Multifacetedness is a Biennale theme this year. Hardly anybody makes art in a straightforward manner. The French have a pavilion devoted to music, in which you can watch a squad of assorted instrumentalists recording one of those unlistenable records that have become an art-world speciality. The Danes, in what I hereby nominate as the worst contribution to the entire Biennale, incarcerate you in a black room for 30 minutes, where you listen to the rantings of Kirstine Roepstorff, instructing you to imagine you are a seed growing under the ground. I tried to leave after a couple of minutes, but they wouldn’t let me. Seeds, it seems, no longer enjoy any basic human rights.
Every Biennale has an overall theme chosen by its chief curator. On this occasion, Christine Macel, from the Centre Pompidou in Paris, has come up with a notion that initially gladdens the heart — Viva Arte Viva, which translates roughly as “long live art”. She is putting the exhibition in the hands of artists, she says, because they see the world better than others, and their vision should be celebrated.
The trouble is, having claimed to be celebrating artists, Macel sets about ignoring them in a Biennale effort dominated by long-winded curatorial explanations. What is it about French curators? Packing her show with dreary expositional essays that take a huge amount of space to say very little, Macel uses the occasion to mount a tiresome display of virtue signalling. If you’re an Inuit from northern Canada, you’re in. If you’re from London, you’re out.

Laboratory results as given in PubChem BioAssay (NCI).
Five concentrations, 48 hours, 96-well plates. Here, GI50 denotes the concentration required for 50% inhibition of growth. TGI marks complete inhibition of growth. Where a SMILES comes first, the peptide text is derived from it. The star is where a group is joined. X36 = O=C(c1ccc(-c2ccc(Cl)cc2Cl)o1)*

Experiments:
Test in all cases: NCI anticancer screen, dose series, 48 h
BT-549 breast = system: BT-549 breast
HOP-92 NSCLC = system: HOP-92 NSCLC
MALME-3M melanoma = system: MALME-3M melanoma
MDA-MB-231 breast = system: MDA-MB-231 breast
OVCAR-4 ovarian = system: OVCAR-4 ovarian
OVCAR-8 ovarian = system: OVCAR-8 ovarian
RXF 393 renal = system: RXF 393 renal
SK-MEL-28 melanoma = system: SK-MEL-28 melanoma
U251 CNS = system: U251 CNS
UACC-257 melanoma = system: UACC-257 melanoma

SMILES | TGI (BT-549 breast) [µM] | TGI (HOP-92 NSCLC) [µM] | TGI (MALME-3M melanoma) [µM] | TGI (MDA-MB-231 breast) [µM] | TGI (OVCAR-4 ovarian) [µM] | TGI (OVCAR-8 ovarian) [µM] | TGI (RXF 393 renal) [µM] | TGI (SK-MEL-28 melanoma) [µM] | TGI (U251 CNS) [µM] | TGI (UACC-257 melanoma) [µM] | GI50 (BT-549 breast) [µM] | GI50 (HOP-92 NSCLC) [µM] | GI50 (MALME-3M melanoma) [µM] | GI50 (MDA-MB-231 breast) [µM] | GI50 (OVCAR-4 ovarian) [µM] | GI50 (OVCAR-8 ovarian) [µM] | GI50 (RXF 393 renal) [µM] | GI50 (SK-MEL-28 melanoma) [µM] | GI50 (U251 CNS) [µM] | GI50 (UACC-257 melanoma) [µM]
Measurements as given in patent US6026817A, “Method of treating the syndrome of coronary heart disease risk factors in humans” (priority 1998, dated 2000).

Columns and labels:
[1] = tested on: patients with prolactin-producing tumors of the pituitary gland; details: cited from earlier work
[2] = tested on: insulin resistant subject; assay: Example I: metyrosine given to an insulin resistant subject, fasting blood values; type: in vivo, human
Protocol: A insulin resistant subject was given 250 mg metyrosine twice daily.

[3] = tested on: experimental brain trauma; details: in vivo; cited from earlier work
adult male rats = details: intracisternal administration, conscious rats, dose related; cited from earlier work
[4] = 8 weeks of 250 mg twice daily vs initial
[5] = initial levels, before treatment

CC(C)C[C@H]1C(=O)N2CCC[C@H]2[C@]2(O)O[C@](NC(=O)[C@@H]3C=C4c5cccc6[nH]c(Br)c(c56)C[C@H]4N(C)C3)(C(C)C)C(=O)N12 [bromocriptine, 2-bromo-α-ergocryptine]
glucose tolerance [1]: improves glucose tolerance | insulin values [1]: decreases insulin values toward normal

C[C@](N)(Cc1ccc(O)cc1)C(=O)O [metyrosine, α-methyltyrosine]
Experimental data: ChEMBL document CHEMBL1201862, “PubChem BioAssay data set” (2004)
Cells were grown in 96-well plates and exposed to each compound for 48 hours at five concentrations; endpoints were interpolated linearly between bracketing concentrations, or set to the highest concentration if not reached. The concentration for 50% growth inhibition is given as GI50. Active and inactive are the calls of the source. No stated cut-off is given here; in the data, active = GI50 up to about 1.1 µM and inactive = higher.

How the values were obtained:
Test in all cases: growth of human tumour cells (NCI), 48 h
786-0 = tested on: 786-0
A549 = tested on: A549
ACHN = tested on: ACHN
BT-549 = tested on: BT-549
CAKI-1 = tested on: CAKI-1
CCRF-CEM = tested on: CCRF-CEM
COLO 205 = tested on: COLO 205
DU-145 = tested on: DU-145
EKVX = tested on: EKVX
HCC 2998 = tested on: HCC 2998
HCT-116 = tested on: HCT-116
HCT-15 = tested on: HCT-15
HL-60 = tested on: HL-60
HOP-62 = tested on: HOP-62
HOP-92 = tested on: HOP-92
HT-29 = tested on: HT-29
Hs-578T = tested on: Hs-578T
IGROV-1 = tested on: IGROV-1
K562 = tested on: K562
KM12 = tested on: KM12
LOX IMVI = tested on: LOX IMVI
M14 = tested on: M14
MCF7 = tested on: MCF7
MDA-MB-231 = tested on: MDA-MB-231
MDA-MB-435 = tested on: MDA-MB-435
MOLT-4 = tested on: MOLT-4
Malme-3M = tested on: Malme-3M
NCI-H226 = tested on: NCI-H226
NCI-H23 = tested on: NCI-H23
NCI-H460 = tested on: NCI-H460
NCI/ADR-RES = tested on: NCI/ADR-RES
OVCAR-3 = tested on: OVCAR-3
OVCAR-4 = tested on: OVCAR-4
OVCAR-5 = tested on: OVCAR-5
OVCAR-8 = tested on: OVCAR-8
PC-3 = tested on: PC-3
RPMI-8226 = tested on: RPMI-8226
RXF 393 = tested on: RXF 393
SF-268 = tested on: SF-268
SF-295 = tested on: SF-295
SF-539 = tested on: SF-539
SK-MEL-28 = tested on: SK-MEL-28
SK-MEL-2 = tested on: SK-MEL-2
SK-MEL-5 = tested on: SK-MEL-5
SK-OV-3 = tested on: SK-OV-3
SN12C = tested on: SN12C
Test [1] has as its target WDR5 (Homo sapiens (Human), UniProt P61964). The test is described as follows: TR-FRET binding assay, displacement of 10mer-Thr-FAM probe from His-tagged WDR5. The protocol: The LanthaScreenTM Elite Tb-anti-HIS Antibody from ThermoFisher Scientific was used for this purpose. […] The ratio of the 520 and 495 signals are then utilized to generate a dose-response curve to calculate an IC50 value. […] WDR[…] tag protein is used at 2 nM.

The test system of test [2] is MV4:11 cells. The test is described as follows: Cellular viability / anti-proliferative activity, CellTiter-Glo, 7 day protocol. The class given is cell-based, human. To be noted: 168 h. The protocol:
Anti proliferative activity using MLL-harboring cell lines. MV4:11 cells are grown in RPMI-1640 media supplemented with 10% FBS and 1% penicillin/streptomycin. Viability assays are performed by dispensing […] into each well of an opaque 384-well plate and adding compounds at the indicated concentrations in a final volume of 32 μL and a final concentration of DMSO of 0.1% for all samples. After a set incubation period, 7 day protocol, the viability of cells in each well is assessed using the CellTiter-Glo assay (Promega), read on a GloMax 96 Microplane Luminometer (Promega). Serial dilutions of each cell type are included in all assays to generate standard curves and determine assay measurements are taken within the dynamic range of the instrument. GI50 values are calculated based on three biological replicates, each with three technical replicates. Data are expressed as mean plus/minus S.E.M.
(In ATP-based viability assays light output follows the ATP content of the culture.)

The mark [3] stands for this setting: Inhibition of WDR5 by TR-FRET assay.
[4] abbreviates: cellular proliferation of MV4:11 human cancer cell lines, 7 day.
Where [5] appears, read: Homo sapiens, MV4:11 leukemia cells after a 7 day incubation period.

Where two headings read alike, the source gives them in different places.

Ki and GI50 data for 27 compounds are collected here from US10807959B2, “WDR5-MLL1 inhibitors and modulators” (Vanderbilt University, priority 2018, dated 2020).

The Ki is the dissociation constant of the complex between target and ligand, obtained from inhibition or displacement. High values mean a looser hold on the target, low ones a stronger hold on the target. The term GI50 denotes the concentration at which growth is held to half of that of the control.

Split into nine “pavilions”, which are all meant to be different, but tend to feel the same, Macel’s Biennale show is a rambling mess studded with moments of extreme silliness. The first exhibit you encounter in the Pavilion of the Shamans is a large tent in which you can sit and play the maracas or strum a guitar. It has been created for us by Ernesto Neto, who has “adopted the form of the Cupixawa, a place of sociality, political meetings and spiritual ceremonies for the Huni Kuin Indians of the state of Acre in the Amazonian forest”.
Gap-year art parading a shallow knowledge of distant cultures is a Macel speciality. Magic and shamans are another. So is audience participation — that surefire way of getting visitors on your side. The Arsenale exhibition duly opens with a set of coloured boxes by Rasheed Araeen that visitors can rearrange into new patterns. Thus the big agenda-setting moment of Viva Arte Viva is a game of Lego.